Note: I’m not going to write about the charges directly here. Anything involving a cursory glance of my work here will let you know I understand, abhor, and reject FGM in every form. If guilty of the charges, the doctors should serve the maximum sentence allowed.
I noticed something both fascinating and infuriating in this USA Today version of the Detroit Free Press article on the arrest of three doctors in Michigan on charges of mutilating the genitals of female minors. Specifically, this section:
As some medical experts on the topic stated in a 2015 article by The Atlantic:
“Male circumcision does no harm. Female gender mutilation does. Male circumcision cuts the foreskin, FGM cuts the clitoris — the two things cut are not even remotely the same. For male circumcision to be equivalent to FGM, the entire tip of the male’s penis would need to be cut off … Constantly trying to claim they are equivalent practices when they are not takes away from the unique seriousness of female ‘circumcision/mutilation,’ as most cases are performed during a traumatic developmental period and remove most sexual sensation, which is not true with male circumcision.”
Two things immediately jumped out. Who are the medical experts? Where is the link to the Atlantic article? Seeing that this is the USA Today version, I investigated to determine if the link was dropped from the original Detroit Free Press version, which is here. Nope. The link isn’t there. And not only is the link not there, those two paragraphs were removed and replaced. (More on the latter in a moment.) So I checked the Wayback Machine to see if the USA Today version is different or out-of-date. Predictably, it’s out-of-date, because the first version was what USA Today still presents. My hunch was that the reporter, Tresa Baldas, (or an editor) made an inexcusable mistake, which was then erased (incompletely, because the internet is mostly forever). It’s the conclusion I draw, but I’m open to more facts.
I found the referenced Atlantic article, “How Similar Is FGM to Male Circumcision? Your Thoughts”. It contains Baldas’ paragraph from two excerpted, merged comments. The quoted “medical experts” are a commenter called Tyfereth and a commenter, Jim Eubanks, who is an MD candidate, according to his Facebook profile. Half-right, I guess, except the initial comment is the one drawing the alleged distinction. Tyfereth’s comment:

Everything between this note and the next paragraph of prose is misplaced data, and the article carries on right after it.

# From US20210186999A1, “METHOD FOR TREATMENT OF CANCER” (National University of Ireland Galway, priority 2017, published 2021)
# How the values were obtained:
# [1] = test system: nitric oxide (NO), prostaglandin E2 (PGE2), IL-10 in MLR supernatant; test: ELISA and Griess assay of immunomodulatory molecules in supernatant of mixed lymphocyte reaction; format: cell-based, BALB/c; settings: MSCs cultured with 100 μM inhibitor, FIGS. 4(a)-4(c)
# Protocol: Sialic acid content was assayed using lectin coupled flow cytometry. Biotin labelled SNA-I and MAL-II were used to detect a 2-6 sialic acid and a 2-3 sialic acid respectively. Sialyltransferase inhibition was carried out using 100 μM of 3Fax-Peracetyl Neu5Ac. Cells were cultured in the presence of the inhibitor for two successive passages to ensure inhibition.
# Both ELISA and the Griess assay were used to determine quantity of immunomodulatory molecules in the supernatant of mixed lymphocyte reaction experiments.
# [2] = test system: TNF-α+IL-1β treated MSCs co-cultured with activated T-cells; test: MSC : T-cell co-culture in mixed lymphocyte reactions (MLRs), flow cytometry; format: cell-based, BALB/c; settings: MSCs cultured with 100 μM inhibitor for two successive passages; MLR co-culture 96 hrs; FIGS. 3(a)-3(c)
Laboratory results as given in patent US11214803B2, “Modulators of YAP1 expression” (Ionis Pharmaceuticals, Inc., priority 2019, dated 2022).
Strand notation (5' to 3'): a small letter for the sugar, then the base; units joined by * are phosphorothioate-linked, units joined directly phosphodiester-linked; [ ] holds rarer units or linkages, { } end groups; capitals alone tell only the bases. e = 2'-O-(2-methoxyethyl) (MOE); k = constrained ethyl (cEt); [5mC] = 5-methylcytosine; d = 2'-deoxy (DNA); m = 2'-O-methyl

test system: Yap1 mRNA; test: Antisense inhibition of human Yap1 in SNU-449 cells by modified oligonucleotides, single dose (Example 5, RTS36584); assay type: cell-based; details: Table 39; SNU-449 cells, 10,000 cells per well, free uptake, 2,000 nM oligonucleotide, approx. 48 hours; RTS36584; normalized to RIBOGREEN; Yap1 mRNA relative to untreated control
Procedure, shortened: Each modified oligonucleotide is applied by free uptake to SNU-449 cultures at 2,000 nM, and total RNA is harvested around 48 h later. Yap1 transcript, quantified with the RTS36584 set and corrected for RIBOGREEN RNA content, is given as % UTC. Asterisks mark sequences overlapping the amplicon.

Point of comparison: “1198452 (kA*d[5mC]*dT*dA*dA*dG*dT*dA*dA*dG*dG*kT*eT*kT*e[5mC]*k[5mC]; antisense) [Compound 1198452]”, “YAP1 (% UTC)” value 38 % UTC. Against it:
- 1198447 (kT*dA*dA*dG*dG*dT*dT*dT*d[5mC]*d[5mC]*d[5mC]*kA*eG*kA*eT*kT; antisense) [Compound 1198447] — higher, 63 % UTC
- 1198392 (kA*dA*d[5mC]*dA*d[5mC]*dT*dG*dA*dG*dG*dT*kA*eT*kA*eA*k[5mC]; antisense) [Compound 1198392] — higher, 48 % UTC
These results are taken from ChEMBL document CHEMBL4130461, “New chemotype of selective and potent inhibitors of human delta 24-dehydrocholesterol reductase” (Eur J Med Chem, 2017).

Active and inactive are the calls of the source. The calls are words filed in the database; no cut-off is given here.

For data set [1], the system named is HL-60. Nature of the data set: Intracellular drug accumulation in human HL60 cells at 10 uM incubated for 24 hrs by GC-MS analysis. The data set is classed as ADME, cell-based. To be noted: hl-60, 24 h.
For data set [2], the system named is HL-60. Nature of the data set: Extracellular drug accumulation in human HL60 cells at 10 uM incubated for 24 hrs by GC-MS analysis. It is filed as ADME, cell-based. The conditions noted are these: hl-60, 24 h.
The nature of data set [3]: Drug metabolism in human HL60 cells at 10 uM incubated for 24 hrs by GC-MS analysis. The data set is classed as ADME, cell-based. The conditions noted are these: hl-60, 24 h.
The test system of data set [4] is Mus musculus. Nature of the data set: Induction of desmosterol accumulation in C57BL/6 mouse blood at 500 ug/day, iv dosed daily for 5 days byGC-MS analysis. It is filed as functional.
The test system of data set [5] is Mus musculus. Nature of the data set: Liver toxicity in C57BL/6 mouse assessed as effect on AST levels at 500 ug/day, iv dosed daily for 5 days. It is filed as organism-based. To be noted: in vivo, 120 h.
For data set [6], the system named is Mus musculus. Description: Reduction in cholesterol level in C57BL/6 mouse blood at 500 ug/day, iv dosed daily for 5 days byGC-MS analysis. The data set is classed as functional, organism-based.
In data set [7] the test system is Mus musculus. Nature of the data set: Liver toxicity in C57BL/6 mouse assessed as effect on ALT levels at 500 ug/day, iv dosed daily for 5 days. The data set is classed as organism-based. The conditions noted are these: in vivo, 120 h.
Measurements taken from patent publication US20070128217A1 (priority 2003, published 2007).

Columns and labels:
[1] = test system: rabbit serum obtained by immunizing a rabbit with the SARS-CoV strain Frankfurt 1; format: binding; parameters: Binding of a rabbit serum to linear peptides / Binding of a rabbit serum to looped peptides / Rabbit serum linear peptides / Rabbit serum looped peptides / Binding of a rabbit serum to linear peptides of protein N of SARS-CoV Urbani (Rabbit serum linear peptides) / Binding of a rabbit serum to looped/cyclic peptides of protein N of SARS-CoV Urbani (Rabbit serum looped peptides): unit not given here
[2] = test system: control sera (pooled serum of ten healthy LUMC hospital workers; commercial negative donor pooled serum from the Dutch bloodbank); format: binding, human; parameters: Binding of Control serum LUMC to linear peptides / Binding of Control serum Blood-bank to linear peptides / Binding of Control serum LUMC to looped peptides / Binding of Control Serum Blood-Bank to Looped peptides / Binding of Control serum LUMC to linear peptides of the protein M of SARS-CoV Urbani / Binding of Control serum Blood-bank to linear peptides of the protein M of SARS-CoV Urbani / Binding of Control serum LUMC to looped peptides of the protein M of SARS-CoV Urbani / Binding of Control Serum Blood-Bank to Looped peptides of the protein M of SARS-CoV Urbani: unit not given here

Male circumcision does no harm. FGM does. Male circumcision cuts the foreskin, FGM cuts the clitoris, the two things cut are not even remotely the same. For male circumcision to be equivalent to FGM, the entire tip of the males penis would need to be cut off. Now that would be a harm, but cutting off the foreskin isn’t harmful.
This is ridiculous logic. (It is also incomplete knowledge of the various types of FGM.) Cutting inflicts harm. This is indisputable, except for foolish attempts such as this. Declaring that cutting the body and removing a normal, healthy body part is somehow harmless, like touching a raindrop, should raise skepticism in every reporter (and editor). That it didn’t immediately demonstrates a problem Ms. Baldas (and/or her editor) should question in her continuing coverage. Instead, she quoted Tyfereth as a medical expert on nothing more than a lame “nuh-unh!”.
At least Mr. Eubanks appears to be closer to an expert. But he isn’t making the same argument, so he shouldn’t be lumped in with Tyfereth’s nonsense. In his complete comment, he’s a bit more nuanced.:
False equivalency. You can stand against both practices, but constantly trying to claim they are equivalent practices when they are not takes away from the unique seriousness of female “circumcision/mutulation” as most cases are performed during a traumatic developmental period and remove most sexual sensation, which is not true with male circumcision. We can oppose both but take them on their own terms please.
He’s still wrong, of course. There is no false equivalency in the principle. Non-therapeutic genital cutting on a non-consenting individual is unethical. The right involved is a human right based in consent, not a female right based in degree of harm¹. The cutting done on an individual is a matter for penalty, not whether both violations or just those of females should be treated as crimes. The boy who is cut has as much right to his normal, healthy body² as the girl who is cut has to hers.
This is apparent with analysis of a more recent article Ms. Baldas wrote, “Report: Girl’s genital mutilation injury worse than doctor claims”.
A doctor’s findings, however, contradict that claim. A juvenile protection petition filed on behalf of the victims in Minnesota, along with federal court documents, cite scarring, a small tear, healing lacerations and what appears to be surgical removal of a portion of her genitalia.
I have or had all four of those injuries. I can’t state they are to the same degree, of course, so I’m not declaring that here. I’m stating the comparison is valid because non-therapeutic genital cutting without consent violates the individual. There is no false equivalency in stating that everyone has the same right to be free from unneeded, unwanted harm.